Ocean acidification raises economic concerns for shellfish hatcheries (audio & text)

Oceans are the most acidic they’ve been in 26,000 years, according to the World Meteorological Organization. That can impact the development of shellfish, like the ones fishermen depend on for income. Joe Raedle/Getty Images

At Whiskey Creek Shellfish Hatchery on the Oregon coast, baby oysters are hatched, raised, then sold to oyster farms throughout the Pacific Northwest. 

“Our pumps pump in about 200 gallons a minute of seawater into the hatchery,” said production manager Alan Barton.

The seawater comes in, gets treated and goes into tanks where the oysters are hatched. Barton grows vats of green and brown algae to feed them. Back in 2007, after nearly 30 years of doing this without incident, something started to go wrong.   

“Just month after month after every group of larvae dying one after another,” Barton said. Entire crops of baby oysters — normally swimming around — just died.

“We thought the causes were things like bacteria, disease,” he said. So they treated the water for bacteria.  

“[In] 2008, with all these sophisticated treatment systems in place, we essentially lost all the larvae in the entire hatchery — $100,000 worth of product — and all just went to the bottom, all within 48 hours or so,” he said.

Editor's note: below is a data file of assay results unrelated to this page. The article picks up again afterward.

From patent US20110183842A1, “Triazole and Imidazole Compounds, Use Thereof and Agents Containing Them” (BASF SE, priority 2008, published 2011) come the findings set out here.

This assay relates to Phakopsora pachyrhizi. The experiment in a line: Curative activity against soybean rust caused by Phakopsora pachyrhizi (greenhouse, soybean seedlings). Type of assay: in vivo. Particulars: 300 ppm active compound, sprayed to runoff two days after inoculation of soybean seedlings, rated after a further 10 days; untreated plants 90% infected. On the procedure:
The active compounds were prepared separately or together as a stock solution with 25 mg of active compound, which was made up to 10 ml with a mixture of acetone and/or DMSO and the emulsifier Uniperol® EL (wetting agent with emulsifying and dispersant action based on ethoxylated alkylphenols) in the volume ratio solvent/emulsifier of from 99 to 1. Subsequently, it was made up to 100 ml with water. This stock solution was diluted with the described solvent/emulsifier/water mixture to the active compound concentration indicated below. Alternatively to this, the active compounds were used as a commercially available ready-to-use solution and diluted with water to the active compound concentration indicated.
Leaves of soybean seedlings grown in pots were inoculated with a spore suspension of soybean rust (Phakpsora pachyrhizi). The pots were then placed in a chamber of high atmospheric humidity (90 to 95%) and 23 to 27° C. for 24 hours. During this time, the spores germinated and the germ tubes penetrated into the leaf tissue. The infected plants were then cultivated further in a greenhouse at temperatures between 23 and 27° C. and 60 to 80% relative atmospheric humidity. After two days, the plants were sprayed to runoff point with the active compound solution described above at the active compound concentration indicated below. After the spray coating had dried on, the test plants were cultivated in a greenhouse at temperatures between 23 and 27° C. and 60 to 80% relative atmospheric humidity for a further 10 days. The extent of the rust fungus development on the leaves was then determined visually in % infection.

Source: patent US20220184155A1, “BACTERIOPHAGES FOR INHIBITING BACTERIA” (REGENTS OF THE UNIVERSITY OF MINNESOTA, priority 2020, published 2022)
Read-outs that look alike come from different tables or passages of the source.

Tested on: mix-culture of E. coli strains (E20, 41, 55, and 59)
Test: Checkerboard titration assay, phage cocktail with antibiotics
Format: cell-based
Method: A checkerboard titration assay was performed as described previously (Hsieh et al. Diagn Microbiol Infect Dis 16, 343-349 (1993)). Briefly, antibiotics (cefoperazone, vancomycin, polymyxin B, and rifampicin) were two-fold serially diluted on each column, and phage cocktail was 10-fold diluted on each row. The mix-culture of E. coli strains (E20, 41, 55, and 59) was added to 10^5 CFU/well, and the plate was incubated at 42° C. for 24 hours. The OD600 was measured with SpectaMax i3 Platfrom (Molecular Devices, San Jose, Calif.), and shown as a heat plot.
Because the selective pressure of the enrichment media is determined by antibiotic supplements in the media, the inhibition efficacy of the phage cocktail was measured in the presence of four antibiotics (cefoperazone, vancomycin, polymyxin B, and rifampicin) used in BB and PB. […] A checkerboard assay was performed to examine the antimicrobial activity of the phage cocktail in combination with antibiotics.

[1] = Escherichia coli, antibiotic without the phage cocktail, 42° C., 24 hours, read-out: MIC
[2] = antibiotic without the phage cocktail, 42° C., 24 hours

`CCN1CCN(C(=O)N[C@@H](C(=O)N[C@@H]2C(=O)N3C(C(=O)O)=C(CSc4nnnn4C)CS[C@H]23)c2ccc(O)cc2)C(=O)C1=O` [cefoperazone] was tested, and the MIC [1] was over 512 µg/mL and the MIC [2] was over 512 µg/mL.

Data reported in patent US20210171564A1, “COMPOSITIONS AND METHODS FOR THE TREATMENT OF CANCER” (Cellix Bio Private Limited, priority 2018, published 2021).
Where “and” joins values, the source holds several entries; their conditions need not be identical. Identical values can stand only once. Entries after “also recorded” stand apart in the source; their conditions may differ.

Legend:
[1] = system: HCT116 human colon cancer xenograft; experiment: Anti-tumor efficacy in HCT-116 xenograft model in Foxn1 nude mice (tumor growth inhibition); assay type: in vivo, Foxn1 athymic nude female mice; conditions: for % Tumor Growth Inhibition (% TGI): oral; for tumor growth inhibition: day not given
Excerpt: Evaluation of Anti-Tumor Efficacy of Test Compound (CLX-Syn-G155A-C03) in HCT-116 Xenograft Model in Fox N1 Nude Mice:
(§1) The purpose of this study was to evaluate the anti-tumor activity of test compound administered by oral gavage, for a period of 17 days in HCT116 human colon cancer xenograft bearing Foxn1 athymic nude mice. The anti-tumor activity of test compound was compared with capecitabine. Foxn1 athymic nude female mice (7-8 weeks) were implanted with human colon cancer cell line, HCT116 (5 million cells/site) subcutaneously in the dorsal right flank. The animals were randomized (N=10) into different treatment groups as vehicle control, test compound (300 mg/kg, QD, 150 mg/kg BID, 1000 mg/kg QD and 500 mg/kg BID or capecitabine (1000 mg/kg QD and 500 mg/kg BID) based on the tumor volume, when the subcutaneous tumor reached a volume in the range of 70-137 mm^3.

More acidic water, more problems

The cause, it turned out, was the water itself. More acidic water from deeper in the ocean was upwelling into their water source, driven by seasonal winds. 

The lower pH water, meaning it was more acidic, was driving changes in the mineral composition of the water and killing the oyster babies. Deeper water is naturally more acidic than surface water, and upwelling is a natural event. But human-caused emissions are increasing the background level of acidity and appear to have tipped those natural conditions just past what the oyster larvae could bear.  

Marketplace, 5 July 2022. Article.

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